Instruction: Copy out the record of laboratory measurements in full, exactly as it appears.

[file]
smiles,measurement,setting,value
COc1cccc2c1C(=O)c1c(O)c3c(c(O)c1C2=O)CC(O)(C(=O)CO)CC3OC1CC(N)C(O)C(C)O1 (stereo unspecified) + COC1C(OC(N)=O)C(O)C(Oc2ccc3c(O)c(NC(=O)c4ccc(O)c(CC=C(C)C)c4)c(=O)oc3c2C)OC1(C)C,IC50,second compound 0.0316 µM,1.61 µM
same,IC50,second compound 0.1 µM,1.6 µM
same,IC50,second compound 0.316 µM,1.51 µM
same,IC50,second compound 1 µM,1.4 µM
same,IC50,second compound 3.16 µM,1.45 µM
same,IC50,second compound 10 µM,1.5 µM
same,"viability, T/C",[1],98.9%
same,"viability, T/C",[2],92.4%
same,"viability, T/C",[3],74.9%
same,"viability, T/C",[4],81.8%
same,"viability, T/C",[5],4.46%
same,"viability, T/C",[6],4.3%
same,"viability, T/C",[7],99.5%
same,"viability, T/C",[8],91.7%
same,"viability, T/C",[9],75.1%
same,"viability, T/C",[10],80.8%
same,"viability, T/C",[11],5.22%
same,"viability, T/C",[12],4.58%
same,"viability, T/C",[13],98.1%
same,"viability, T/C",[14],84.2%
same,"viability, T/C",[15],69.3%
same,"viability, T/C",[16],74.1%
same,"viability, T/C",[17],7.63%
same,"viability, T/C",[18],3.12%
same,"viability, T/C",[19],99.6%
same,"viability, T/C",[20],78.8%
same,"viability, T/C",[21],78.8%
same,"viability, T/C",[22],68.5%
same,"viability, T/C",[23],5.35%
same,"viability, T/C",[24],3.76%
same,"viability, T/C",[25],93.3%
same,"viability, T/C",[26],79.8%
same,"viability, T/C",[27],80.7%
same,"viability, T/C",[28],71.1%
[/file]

smiles,measurement,setting,value
COc1cccc2c1C(=O)c1c(O)c3c(c(O)c1C2=O)CC(O)(C(=O)CO)CC3OC1CC(N)C(O)C(C)O1 (stereo unspecified) + COC1C(OC(N)=O)C(O)C(Oc2ccc3c(O)c(NC(=O)c4ccc(O)c(CC=C(C)C)c4)c(=O)oc3c2C)OC1(C)C,IC50,second compound 0.0316 µM,1.61 µM
same,IC50,second compound 0.1 µM,1.6 µM
same,IC50,second compound 0.316 µM,1.51 µM
same,IC50,second compound 1 µM,1.4 µM
same,IC50,second compound 3.16 µM,1.45 µM
same,IC50,second compound 10 µM,1.5 µM
same,"viability, T/C",[1],98.9%
same,"viability, T/C",[2],92.4%
same,"viability, T/C",[3],74.9%
same,"viability, T/C",[4],81.8%
same,"viability, T/C",[5],4.46%
same,"viability, T/C",[6],4.3%
same,"viability, T/C",[7],99.5%
same,"viability, T/C",[8],91.7%
same,"viability, T/C",[9],75.1%
same,"viability, T/C",[10],80.8%
same,"viability, T/C",[11],5.22%
same,"viability, T/C",[12],4.58%
same,"viability, T/C",[13],98.1%
same,"viability, T/C",[14],84.2%
same,"viability, T/C",[15],69.3%
same,"viability, T/C",[16],74.1%
same,"viability, T/C",[17],7.63%
same,"viability, T/C",[18],3.12%
same,"viability, T/C",[19],99.6%
same,"viability, T/C",[20],78.8%
same,"viability, T/C",[21],78.8%
same,"viability, T/C",[22],68.5%
same,"viability, T/C",[23],5.35%
same,"viability, T/C",[24],3.76%
same,"viability, T/C",[25],93.3%
same,"viability, T/C",[26],79.8%
same,"viability, T/C",[27],80.7%
same,"viability, T/C",[28],71.1%